The management team at Volkswagen are “urgently” examining “potential courses of action” to ensure that the planned merger of the German carmaker with Porsche can go ahead, according to a spokesman for VW.
VW said this week that efforts to merge the two family-controlled companies are being hampered by legal issues relating to Porsche's failed attempt to take over Volkswagen in 2008, which saw Porsche accumulate a debt of €10 billion.
But the spokesman for Volkswagen told CampdenFB the company remains committed to creating an integrated automotive group, as it offers “attractive growth prospects and a solid finance position”.
“The integrated group will hold a leading position in terms of global market presence, segment coverage and technology innovation,” he said.
Initially, it was hoped that the merger could take place before the end of 2011, but the spokesman said the company was now unsure when this would happen because of the ongoing legal issues.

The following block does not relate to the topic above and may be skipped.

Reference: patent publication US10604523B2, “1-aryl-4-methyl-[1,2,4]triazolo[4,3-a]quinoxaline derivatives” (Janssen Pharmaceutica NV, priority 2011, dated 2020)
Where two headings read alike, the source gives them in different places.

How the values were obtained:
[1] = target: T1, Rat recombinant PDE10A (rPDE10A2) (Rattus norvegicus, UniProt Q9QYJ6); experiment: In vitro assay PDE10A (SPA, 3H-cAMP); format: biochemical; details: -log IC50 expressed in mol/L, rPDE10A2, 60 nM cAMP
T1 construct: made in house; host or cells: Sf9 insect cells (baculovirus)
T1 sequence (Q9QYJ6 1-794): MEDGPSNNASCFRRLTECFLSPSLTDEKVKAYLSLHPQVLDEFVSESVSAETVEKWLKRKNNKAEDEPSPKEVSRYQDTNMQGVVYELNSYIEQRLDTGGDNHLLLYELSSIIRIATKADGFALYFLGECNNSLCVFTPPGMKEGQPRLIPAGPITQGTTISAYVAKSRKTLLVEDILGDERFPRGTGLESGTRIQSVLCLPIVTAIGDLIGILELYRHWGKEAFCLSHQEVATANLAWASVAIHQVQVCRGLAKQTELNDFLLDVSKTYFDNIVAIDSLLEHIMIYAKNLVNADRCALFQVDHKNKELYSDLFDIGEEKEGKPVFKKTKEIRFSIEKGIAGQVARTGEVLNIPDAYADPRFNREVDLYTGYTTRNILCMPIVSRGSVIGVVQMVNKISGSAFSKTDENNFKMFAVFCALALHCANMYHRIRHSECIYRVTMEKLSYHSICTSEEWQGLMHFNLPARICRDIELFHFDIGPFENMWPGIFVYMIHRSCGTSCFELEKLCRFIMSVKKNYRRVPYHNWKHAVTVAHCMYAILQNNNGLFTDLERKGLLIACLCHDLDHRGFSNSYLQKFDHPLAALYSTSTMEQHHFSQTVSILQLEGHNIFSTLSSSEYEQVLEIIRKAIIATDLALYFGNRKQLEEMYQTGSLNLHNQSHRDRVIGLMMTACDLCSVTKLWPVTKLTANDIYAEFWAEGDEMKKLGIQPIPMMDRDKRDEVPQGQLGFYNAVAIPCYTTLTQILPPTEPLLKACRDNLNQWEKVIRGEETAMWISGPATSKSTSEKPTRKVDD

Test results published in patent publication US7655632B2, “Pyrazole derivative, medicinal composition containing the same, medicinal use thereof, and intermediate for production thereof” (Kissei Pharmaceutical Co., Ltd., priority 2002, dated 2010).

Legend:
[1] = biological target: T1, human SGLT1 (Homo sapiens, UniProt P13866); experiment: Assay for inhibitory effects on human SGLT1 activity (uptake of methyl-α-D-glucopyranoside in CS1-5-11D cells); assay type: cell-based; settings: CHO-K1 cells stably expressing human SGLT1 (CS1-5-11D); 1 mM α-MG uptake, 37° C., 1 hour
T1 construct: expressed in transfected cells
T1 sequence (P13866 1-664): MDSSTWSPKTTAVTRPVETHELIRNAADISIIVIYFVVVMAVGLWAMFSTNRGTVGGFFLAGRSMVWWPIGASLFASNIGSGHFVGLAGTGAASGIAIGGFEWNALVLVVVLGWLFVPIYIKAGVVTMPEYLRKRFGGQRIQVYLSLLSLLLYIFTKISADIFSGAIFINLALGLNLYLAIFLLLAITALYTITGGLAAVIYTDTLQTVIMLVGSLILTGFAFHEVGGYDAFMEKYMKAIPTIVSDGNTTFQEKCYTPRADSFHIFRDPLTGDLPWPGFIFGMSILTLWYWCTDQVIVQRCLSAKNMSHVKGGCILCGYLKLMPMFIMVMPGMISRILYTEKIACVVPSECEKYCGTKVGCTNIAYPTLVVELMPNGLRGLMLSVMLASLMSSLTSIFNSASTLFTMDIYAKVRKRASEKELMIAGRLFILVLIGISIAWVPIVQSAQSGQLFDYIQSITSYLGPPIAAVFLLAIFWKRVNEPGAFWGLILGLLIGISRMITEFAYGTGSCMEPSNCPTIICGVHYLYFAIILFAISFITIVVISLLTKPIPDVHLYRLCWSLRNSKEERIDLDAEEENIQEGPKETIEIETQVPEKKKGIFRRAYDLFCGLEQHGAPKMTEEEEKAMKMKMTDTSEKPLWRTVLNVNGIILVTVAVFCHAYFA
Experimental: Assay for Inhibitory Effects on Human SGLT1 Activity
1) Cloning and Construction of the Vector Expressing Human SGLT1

Porsche has faced lawsuits in Germany and the US from investors that claim the Stuttgart-based automaker caused them to suffer a loss of more than $1 billion as a result of misleading comments on its intentions to take over Volkswagen. Porsche has defined the claims as illegitimate.
A statement released by Volkswagen on 8 September said the legal proceedings "mean that it is currently impossible to quantify the economic risks of a merger and therefore to perform the valuation of Porsche SE required to determine the exchange ratio”.
Volkswagen’s management team is examining alternative options to merge with Porsche, other than via stock options as initially planned, the spokesman said.
The results of this analysis will be presented to the supervisory board before the end of the year.
Porsche and Volkswagen are controlled by rival branches of the same family. Porsche is headed by Wolfgang Porsche and Volkswagen by Ferdinand Piech – both grandsons of Porsche’s founder, Ferdinand Porsche. However, Piech also owns 46.3% of Porsche.